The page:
Cheers! French winemakers enjoy a vintage year

This year is shaping up to be a vintage year for French wine – the best for almost a decade.

This year is shaping up to be a vintage year for French wine — the best for almost a decade.

The near-perfect combination of a wet spring followed by a long hot summer has left winemakers rubbing their hands with glee.

The earliest harvest in 15 years is already in full swing in the Champagne region with the first grapes picked in equally northerly Alsace two weeks ahead of schedule.


A worker holds secateurs with Muscat grapes after picking from vines during the season’s first harvest at a vinyard in Fitou.

With global sales of Champagne alone likely to pass 5 billion euros (US$5.8 billion) this year, government experts predict that the overall French harvest could be up by as much as a quarter.

And with the quality of the grapes said to be high, a truly vintage year to match 2009 could be in the offing.

All the wine-producing areas of the country except Corsica, Languedoc-Roussillon and the Riviera coast have reported more and better grapes compared to the last five years.

Winemakers, however, were quick to insist that they will not be celebrating until they have the grapes in the barrel.

“A lot can happen,” said Charles Bonnafont of the Peyres Roses winery at Cahuzac sur Vere near Gaillac in southwest France.

“Yes, it is looking very good. If we had a little rain now and then some more sunshine before the harvest, it might be even more perfect,” he said.

Like many winemakers, his organic vines were hit by mildew after a very soggy spring but “the long dry hot summer has helped us to halt it and allow the grapes to ripen really well.”

Other organic winemakers, however, have struggled to stay on top of the parasite even with the help of the heatwave. Laurent Herlin, from Bourgueil in the Loire valley, said even drought “did not totally stop the march of mildew,” which can eat away and wither bunches of grapes on the vine.


Muscat grapes are seen after they were picked from vines during the season’s first harvest at a vineyard in Fitou. 2018 is shaping up to be a vintage year for French wine — the best for almost a decade.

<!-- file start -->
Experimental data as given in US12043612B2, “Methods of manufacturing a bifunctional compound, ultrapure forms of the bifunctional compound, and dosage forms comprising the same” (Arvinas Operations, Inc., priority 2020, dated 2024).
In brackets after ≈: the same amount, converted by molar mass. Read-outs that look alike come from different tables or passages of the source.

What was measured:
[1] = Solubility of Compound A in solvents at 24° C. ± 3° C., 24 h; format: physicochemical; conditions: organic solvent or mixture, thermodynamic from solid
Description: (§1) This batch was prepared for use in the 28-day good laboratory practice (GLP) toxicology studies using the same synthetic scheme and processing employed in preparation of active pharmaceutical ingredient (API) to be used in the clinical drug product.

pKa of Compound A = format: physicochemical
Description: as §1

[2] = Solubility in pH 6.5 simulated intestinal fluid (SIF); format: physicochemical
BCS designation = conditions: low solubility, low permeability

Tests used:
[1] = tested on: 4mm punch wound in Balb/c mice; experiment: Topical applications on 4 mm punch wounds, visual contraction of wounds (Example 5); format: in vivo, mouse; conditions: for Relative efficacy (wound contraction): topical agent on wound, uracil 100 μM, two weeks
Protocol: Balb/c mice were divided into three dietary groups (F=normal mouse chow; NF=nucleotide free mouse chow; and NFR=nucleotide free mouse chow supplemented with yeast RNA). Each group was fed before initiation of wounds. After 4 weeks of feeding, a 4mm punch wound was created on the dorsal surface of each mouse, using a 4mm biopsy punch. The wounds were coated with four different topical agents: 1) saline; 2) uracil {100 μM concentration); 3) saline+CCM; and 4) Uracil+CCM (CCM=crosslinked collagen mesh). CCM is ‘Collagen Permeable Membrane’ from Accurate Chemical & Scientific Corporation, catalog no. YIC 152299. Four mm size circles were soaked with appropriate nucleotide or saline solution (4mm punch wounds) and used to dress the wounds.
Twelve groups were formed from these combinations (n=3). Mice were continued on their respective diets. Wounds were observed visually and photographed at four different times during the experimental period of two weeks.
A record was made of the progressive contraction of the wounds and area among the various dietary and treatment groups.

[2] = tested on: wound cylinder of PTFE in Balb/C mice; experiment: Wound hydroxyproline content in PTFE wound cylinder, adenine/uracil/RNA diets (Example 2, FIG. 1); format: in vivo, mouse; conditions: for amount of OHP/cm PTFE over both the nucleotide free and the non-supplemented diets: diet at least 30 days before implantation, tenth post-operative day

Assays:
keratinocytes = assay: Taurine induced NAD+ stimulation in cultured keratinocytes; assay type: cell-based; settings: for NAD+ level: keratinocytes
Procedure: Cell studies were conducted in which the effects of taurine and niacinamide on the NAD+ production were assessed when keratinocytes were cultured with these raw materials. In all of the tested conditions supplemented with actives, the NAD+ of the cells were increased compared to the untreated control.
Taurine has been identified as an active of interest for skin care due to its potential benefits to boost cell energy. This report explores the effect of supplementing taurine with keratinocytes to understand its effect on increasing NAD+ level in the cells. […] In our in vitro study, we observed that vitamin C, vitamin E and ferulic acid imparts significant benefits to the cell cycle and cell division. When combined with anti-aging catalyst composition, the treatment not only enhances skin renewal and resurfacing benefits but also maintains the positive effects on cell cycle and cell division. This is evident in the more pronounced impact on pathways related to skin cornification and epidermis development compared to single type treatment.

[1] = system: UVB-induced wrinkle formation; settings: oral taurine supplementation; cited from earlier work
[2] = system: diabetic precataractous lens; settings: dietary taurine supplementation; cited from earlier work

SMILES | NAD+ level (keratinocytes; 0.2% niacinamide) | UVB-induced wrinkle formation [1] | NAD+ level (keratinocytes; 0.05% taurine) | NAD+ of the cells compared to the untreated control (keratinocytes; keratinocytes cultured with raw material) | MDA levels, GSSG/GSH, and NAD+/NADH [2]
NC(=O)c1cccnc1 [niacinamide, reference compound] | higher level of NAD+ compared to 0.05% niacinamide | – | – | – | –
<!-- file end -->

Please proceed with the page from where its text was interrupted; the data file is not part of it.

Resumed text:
The French government agency FranceAgriMer said that mildew and violent spring storms had also hit the harvest along “the Atlantic coast and particularly along the Mediterranean.”

Yet that would not stop 2018 being a bumper year — if the weather holds up for a few more weeks, it said.

While the harvest is very early in many of the country’s most famous grape-growing regions — with pickers out in the renowned vineyards around the Burgundy village of Meursault last Tuesday — it is not the case everywhere.

Some domaines around Bordeaux have begun harvesting grapes for their white wines, but Bonnafort said that further to the east in Gaillac picking was likely to start between September 5 and 10 — “which is not that far ahead of the norm.”

The harvest in Fitou, traditionally the first in France, actually began a little late.

Even so Laurent Maynadier was still the first French winemaker to put his secateurs to work on August 7 as he harvested by hand on the hillsides overlooking the Mediterranean near Narbonne.

Fitou may be known for its strong smooth reds but it was the first ripe Muscat grapes for its lesser-known white wines that Maynadier was picking.

Sales of white wines from the area have “doubled in four years,” according to Jerome Villaret of the Languedoc AOC (Appellation d’Origine Controlee), which certifies wines in the huge southern wine region.

“Winemakers here have been working extremely hard on the quality and their efforts are being recognized with their white wines now being widely exported to the US and Japan,” he said.

“Vines love the sun,” said Bernard Farges, head of the union of winemakers in the prestigious Bordeaux region, as he rejoiced at the seemingly never-ending French summer.

Despite the mildew which took a toll particularly on the Merlot grapes used in its famous claret reds, production is still likely to be hugely ahead of the disastrously small crop of 2017.

Like some other big-name regions, Bordeaux was devastated last year by frosts and hailstone storms.

Still experts are waiting to see how the final ripening of the grapes goes before they uncork something special to celebrate.

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